Theoderic's achievements began to unravel even before his death. He had married off his daughter Amalasuntha to the Visigoth Eutharic, but Eutharic died in August 522 or 523, so no lasting dynastic connection of Ostrogoths and Visigoths was established. In 522, the Catholic Burgundian king Sigismund killed his own son, Theoderic's grandson, Sergeric. Theoderic retaliated by invading the Burgundian kingdom and then annexing its southern part, probably in 523. The rest was ruled by Sigismund's Arian brother Godomar, under Gothic protection against the Franks who had captured Sigismund. This brought the territory ruled by Theoderic to its height (see map), but in 523 or 524 the new Catholic Vandal king Hilderic imprisoned Amalafrida and killed her Gothic guard. Theoderic was planning an expedition to restore his power over the Vandal kingdom when he died in 526.
Family and progeny
Theoderic was married once.
He had a concubine in Moesia, name unknown, with whom he had two daughters:
- Theodegotha (ca. 473 – ?). In 494, she was married to Alaric II as a part of her father's alliance with the Visigoths.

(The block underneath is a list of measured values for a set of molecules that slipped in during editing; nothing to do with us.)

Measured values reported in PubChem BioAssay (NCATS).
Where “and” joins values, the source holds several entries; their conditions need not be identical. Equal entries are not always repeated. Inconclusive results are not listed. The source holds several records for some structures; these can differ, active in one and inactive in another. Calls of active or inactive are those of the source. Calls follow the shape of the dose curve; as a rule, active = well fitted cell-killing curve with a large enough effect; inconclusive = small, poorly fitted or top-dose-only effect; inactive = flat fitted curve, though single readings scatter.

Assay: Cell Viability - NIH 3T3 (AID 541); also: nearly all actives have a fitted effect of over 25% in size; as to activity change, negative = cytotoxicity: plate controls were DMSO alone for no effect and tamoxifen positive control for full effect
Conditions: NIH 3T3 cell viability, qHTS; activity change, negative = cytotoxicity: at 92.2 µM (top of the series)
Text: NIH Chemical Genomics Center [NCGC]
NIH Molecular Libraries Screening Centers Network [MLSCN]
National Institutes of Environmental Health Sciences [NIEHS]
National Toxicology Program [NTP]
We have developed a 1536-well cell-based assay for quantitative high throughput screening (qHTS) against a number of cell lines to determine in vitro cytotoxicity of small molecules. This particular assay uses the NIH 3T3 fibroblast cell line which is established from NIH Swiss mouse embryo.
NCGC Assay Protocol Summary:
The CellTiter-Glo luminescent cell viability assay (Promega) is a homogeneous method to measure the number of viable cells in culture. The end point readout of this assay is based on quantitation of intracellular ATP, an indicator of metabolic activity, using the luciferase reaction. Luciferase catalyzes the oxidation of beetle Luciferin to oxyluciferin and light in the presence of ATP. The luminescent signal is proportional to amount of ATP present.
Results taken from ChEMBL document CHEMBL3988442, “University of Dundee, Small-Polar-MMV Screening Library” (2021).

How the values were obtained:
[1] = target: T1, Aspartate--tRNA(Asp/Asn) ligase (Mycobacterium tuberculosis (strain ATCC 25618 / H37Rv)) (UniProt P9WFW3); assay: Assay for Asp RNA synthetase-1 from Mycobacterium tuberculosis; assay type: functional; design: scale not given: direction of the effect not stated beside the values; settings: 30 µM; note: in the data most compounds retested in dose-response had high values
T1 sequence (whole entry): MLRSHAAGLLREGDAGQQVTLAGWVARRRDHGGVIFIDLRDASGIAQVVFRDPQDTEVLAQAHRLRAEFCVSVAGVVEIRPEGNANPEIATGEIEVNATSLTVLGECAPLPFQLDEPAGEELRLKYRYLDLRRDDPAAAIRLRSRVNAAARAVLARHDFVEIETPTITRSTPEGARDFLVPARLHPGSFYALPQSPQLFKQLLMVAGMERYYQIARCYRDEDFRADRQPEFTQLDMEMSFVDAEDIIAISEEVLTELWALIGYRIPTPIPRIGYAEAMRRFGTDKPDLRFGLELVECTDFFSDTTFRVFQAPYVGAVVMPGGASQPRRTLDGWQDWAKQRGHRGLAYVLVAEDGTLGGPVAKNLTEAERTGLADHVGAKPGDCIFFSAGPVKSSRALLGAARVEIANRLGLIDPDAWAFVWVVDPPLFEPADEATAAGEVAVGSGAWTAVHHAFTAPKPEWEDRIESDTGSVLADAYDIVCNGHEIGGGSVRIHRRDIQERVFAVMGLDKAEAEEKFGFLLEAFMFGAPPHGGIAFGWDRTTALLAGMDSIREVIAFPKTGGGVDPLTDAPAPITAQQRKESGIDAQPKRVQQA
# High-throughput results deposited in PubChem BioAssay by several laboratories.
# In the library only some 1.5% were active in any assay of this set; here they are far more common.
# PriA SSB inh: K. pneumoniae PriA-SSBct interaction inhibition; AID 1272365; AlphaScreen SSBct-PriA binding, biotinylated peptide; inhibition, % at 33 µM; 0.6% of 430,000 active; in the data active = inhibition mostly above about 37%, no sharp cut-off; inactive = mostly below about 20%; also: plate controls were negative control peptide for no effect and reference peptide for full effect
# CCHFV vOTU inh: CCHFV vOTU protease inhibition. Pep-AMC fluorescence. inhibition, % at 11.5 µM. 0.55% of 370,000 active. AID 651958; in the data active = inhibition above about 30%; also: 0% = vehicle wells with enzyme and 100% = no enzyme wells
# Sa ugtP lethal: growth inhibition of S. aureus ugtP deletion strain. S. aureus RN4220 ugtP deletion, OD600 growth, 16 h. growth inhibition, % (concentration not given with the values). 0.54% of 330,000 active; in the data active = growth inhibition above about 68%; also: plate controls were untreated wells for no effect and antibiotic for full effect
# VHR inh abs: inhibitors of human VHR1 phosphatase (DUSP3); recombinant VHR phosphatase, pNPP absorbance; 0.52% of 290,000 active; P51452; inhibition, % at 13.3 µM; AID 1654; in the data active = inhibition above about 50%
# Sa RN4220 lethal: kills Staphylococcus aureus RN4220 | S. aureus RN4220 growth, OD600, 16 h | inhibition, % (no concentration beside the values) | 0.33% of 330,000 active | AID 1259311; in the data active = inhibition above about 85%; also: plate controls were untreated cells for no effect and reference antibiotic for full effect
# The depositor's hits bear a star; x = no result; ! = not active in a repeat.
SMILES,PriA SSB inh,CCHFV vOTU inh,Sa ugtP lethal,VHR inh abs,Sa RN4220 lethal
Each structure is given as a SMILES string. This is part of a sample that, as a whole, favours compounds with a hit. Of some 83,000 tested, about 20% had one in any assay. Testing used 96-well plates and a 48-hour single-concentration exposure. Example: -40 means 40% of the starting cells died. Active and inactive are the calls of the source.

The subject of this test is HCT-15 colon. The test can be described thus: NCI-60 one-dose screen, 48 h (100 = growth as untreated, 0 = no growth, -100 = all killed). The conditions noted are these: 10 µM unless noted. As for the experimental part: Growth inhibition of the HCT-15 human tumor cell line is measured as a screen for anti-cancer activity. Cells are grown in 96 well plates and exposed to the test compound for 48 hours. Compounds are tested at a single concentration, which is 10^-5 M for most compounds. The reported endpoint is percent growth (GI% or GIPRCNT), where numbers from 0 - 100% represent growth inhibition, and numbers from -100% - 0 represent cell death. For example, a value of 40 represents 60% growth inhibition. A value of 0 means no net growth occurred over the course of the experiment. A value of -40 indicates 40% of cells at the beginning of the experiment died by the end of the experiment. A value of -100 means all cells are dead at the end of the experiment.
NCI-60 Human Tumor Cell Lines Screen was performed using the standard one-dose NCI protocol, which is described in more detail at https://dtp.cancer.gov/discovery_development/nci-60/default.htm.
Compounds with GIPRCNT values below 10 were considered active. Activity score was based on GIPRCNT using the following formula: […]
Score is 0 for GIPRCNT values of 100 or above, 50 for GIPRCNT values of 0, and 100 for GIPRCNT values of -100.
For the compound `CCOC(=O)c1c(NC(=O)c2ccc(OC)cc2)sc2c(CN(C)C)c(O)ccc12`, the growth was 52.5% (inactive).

- Ostrogotha or Arevagni (ca. 475 – ?). In 494 or 496, she was married to the king Sigismund of Burgundy as a part of her father's alliance with the Burgundians.
By his marriage to Audofleda in 493 he had one daughter:
- Amalasuntha, Queen of the Goths. She was married to Eutharic and had two children: Athalaric and Matasuntha (the latter being married to Witiges first, then, after Witiges' death, married to Germanus Justinus, neither had children). Any hope for a reconciliation between the Goths and the Romans in the person of a Gotho-Roman Emperor from this family lineage was shattered.
After his death in Ravenna in 526, Theoderic was succeeded by his grandson Athalaric. Athalaric was at first represented by his mother Amalasuntha, who was a regent queen from 526 until 534. The kingdom of the Ostrogoths, however, began to wane and was conquered by Justinian I starting after the rebellion of 535 and finally ending in 553 with the Battle of Mons Lactarius.
In about 520 the philosopher Boethius became his magister officiorum (head of all the government and court services). Boethius was a man of science, a dedicated Hellenist bent on translating all the works of Aristotle into Latin and harmonizing them with the works of Plato. Eventually Boethius fell out of favor with Theoderic, perhaps out of a suspicion that he was in sympathy with Justin, emperor of the East, for Arian Theoderic was always somewhat of an outsider among Nicaean Christians. Theoderic ordered Boethius executed in 525.